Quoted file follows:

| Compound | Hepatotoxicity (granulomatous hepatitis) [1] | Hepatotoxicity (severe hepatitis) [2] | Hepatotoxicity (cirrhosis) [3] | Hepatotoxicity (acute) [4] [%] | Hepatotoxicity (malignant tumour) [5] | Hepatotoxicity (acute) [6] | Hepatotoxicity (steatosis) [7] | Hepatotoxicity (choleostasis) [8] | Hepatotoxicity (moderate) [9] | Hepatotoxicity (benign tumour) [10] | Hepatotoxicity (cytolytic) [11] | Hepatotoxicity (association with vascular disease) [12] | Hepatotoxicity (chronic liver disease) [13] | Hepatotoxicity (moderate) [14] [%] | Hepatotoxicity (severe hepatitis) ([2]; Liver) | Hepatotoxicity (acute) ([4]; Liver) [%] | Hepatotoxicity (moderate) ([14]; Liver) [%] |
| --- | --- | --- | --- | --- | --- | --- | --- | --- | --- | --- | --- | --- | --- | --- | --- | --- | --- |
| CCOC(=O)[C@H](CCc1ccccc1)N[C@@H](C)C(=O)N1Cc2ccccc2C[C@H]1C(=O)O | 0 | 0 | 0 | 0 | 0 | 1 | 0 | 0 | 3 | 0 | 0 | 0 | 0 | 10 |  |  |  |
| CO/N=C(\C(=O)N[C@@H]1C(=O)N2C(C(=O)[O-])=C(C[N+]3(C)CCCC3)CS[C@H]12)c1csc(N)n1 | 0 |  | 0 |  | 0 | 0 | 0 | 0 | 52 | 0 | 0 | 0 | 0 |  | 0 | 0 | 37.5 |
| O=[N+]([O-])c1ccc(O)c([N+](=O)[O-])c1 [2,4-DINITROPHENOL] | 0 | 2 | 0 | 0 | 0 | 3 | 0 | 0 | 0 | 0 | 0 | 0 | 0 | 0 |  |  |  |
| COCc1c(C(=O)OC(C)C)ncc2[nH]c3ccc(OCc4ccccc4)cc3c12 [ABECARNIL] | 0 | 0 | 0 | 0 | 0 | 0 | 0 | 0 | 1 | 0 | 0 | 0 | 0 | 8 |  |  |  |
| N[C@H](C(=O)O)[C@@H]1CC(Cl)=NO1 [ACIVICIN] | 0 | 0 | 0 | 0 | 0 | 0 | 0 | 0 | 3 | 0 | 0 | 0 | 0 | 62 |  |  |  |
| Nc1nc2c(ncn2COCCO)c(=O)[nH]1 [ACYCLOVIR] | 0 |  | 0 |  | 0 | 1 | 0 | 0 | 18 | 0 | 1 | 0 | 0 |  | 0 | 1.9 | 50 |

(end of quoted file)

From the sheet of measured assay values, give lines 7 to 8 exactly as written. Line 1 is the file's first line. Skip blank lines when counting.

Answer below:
| N[C@H](C(=O)O)[C@@H]1CC(Cl)=NO1 [ACIVICIN] | 0 | 0 | 0 | 0 | 0 | 0 | 0 | 0 | 3 | 0 | 0 | 0 | 0 | 62 |  |  |  |
| Nc1nc2c(ncn2COCCO)c(=O)[nH]1 [ACYCLOVIR] | 0 |  | 0 |  | 0 | 1 | 0 | 0 | 18 | 0 | 1 | 0 | 0 |  | 0 | 1.9 | 50 |